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The Buddhas of Aynak: The Afghan Cultural Site That the World Does Not Care About

One of Afghanistan's biggest archaeological treasures may soon be turned to dust as a Chinese mining company which has bought the site turns it into a sprawling, billion-dollar copper mine.

The Buddhas of Aynak, situated in a desert region 20 minutes southwest of Kabul, is an archaeological site containing ancient Buddhist artifacts dated over 2,500 years old. It also holds rich mineral deposits, especially copper. Formerly an ancient Buddhist monastery complex, the historical center has more than 150 Buddha statues. It is of immense worldwide importance and is one of Afghanistan's richest historical sites.

The site also has a violent and troubled history. A common rumor is that Al-Qaeda planned the 2001 September 11 attack from a camp in Aynak. The area is also a major transit route for insurgents coming from Pakistan into Afghanistan.

Archaeologists have found a number of artifacts dating backing over a millennium on the site, even unearthing manuscripts that may provide evidence regarding the presence of Alexander the Great's troops in the area.

The Buddhist ruins are scheduled to be destroyed at the end of December 2012. In November 2007, a 30-year lease was granted for the copper mine to the China Metallurgical Group (MCC) for $3 billion, making it the biggest foreign investment and private business venture in Afghanistan’s history.

The Afghan Mining Ministry estimates that the mine holds some six million tons of copper. The mine is expected to be worth tens of billions of dollars, and to generate jobs and economic activity for the country but all of this critically threatens the site's archaeological remains, which are now being hurriedly excavated by private organizations.

Brent Huffman, a volunteer working to preserve this archaeological site, has produced a documentary about the Buddhas of Aynak, and is busy collecting donations to boost the excavation work. In an interview with Huffman, I asked about the history and the status of the excavation of the Aynak.

 

Malik Achakzai: Could you discuss the historical importance of the Buddhas of Aynak?

Brent Huffman: Mes Aynak, or "little copper well" is a vast ancient Buddhist city 400,000 square meters in size. There are over 400 hundred life-size or larger Buddha statues, a circular monastic complex and dozens of temple (stupa) structures. 

More is being discovered daily, including hundreds of ancient manuscripts hidden inside many of the stupas. 

Archaeologists are only beginning to find remnants of an older 5,000-year-old Bronze Age site beneath the Buddhist level including an ancient copper smelter.

M.A: How important is this site for Afghanistan and the world?

B.H: This site is extremely important to not only Afghanistan but to the entire world. The incredible discoveries at Mes Aynak will redefine the history of Buddhism and Asia. Mes Aynak represents a major hub on the Silk Road where pilgrims and traders would exchange ideas and influence each other. People at Mes Aynak also mined for copper themselves using ancient mining techniques.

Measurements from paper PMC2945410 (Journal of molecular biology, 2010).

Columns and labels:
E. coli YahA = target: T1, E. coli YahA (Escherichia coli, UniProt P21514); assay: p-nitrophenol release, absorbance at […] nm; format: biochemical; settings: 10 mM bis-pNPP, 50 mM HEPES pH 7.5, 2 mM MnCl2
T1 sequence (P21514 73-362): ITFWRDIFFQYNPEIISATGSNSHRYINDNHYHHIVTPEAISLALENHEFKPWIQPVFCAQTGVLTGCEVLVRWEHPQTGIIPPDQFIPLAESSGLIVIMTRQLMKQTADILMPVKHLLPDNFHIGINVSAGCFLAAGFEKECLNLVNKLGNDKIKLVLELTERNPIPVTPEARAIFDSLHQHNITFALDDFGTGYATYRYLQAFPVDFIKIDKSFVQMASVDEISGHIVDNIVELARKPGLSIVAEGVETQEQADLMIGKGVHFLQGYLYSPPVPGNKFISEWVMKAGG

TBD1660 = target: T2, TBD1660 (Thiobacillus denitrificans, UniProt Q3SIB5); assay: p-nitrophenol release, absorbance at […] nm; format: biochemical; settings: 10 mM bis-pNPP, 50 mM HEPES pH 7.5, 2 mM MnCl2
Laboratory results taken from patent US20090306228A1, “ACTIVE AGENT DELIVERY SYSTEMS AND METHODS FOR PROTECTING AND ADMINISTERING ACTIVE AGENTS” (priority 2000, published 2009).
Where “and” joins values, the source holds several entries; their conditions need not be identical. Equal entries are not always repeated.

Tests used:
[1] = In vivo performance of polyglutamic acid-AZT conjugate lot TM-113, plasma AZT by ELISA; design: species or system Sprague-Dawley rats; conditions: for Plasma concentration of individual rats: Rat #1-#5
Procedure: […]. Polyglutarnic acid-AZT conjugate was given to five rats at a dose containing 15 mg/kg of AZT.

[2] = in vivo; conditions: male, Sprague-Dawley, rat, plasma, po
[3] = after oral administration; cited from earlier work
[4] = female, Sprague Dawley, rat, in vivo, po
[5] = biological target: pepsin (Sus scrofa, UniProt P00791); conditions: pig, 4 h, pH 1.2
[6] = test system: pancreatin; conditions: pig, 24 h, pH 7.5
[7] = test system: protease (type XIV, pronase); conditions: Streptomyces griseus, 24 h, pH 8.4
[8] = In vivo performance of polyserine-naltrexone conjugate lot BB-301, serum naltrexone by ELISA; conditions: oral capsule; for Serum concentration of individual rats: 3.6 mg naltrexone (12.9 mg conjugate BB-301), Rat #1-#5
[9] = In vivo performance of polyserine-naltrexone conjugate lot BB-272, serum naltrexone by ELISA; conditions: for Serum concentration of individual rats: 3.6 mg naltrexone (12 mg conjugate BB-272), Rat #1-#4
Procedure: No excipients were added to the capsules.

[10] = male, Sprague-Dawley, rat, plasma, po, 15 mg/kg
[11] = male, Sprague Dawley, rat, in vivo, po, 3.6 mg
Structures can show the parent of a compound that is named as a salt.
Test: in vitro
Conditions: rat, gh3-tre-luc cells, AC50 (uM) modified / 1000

M.A: How long will this process of excavation go on, and how many organizations are taking part in it?

B.H: Excavation is set to end Dec. 25th, and the site is set to be destroyed by the Chinese mining company unless we do something to stop it. This should be a 30-year excavation job, but it has been a sporadic three-year rushed rescue archaeology job so far. DAFA, the Ministry of Culture, and the Ministry of Mines are all involved.

M.A: What's the stance of Afghan Government and the Chinese Company to preserve this important Buddha's heritage?

B.H: The Ministry of Culture is attempting to save all small artifacts and move them to the National Museum in Kabul. All the bigger relics, statues, structures, temples, etc. are too fragile to be moved and will be destroyed after Dec. 25th.

M.A: UNESCO and other international organizations for culture and heritage — have they played any role pressuring the Chinese company and Afghan government to extend the period of excavation?

B.H: No, UNESCO has not played any role so far. There have been several international groups (ARCH, Global Witness, the Smithsonian, the Thai embassy, and my own campaign) putting pressure on MCC and the Afghan government.

M.A: Is the security of The Buddhas of Aynak satisfactory, have you or other organization felt any threat, because Taliban and other militant organizations view them as un-Islamic?

B.H: The security at Mes Aynak is very poor. Rockets have been fired at both the MCC mine and the archaeology site and anti-personnel land mines have been placed on the road at night. These attacks are all over money, not Buddhism.  

Six villages in Logar province have to be leveled to make way for this enormous open-pit style copper mine. These villagers are angry about the way this process played out – either they were never compensated for their loss or the compensation was very low. They have been partnering with the Taliban to attack the MCC mine and the archaeology site.  

The copper mine will also cause terrible environmental devastation, poisoning the land and water permanently.

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